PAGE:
On January 14, San Diego’s own celebrity correspondent and red-carpet rude boy, Bob Stencil, took his signature mustache, aviator sunglasses, and unorthodox interviewing style to the Sundance Film Festival for ten days of celebrity interviews for movie website firstshowing.net.
Half Hunter S. Thompson, half Tony Clifton (Andy Kaufman’s onstage alter ego), Bob Stencil is the creation of 24-year-old Kyle Ray. Over the past three years, Stencil has appeared at Comic-Con, interviewing celebrities and comic-book junkies, with a cigarette or beer in one hand and a microphone in the other.
According to Ray, he came up with the idea for Bob Stencil while playing a show with his band, Monsters From Mars, where, between songs, he spouted one-liners — “Dig those awesome beats, now get on the dance floor and move those feet.”
Ray says the crowd ate it up.
Soon after, Ray and friend Tristan Baker put the finishing touches on Bob Stencil, fashioning him as an overindulgent, womanizing ex-pilot. Ray and Baker went to their local Kinko’s, made phony press cards, and took them to Comic-Con.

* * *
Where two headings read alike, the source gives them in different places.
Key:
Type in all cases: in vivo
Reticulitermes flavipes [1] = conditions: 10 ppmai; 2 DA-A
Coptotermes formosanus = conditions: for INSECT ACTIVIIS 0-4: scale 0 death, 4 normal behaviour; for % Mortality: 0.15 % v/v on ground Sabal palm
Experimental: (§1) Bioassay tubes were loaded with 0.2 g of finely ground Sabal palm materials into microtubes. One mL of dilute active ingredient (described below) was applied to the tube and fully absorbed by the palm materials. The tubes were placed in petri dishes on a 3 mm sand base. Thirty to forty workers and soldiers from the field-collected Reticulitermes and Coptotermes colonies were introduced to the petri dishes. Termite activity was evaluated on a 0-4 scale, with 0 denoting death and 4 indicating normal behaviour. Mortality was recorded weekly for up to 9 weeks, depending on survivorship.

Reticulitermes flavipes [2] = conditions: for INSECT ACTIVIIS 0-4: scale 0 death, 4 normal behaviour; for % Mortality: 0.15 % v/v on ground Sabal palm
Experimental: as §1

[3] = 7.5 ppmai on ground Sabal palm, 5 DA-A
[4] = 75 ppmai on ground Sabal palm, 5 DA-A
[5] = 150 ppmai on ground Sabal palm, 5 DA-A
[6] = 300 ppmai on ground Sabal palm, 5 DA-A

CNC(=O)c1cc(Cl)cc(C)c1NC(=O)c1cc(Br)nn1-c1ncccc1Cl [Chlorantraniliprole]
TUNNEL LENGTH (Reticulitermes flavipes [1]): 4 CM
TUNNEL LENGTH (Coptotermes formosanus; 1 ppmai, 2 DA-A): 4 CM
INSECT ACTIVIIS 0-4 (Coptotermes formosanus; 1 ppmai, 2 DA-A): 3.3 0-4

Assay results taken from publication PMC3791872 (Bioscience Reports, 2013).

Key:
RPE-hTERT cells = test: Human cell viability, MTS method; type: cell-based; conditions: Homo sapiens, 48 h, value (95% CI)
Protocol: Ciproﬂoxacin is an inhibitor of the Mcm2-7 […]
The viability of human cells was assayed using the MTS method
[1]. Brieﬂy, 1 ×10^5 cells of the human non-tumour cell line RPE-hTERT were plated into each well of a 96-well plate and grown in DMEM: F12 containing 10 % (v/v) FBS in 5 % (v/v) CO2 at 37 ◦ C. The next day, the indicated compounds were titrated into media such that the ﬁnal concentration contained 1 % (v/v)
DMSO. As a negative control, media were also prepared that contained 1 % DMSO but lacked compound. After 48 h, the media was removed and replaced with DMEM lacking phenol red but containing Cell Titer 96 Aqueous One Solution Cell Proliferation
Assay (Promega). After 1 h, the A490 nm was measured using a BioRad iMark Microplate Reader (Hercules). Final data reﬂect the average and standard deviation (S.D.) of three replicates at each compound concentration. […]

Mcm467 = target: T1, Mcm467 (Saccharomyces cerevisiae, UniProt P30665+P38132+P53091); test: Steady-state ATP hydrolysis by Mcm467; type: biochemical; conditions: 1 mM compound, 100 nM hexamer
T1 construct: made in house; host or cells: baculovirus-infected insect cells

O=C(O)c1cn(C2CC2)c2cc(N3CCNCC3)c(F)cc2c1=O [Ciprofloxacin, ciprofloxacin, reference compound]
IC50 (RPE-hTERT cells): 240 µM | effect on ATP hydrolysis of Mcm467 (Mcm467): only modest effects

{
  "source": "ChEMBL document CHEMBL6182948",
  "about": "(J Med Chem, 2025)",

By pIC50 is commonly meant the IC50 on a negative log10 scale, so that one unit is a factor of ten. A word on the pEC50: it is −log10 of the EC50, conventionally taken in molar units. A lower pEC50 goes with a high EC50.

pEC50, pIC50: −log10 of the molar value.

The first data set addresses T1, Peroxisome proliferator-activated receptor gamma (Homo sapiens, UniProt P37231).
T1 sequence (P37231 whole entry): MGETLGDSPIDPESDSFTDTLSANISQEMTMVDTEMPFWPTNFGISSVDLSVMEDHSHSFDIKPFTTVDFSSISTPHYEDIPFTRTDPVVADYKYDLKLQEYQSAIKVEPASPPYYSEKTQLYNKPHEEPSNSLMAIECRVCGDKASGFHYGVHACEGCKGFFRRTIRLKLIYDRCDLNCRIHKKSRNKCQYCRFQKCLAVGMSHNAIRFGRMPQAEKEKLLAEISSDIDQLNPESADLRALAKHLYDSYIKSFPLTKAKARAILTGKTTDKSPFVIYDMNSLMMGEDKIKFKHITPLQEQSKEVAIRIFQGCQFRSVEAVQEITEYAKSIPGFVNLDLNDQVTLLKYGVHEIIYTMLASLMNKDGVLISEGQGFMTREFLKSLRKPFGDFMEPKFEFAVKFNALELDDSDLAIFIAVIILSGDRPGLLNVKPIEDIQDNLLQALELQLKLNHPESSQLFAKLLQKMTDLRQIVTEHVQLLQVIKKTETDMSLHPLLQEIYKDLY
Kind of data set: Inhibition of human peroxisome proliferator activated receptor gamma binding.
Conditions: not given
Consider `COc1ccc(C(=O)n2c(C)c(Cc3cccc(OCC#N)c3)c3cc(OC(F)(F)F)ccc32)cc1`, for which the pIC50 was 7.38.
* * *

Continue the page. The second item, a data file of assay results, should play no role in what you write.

Stencil’s crass coverage of Comic-Con, including interviews with Samuel L. Jackson and Jennifer Love Hewitt, has resulted in growing popularity on YouTube, culminating with firstshowing.net signing Stencil on as a celebrity correspondent.
But with the added exposure comes added pressure, says Ray from a rented condo in Park City, Utah. “I’m getting a little worried because I’m a little more self-conscious. I think it’s just because somebody’s putting money into it, not just us. I guess I’m just afraid of screwing it up.”
His newfound self-consciousness didn’t show when he met up with actor Paul Giamatti before a showing of the actor’s new movie at Sundance.
“What do you do when you get anxious for a role, Paul?” asked Stencil.
“I drink heavily,” replied Giamatti.
Stencil pulled a bottle of Miller High Life from his coat pocket.
“Well, how you doing now?”
Check out Stencil’s coverage of Sundance at firstshowing.net/bobstencil.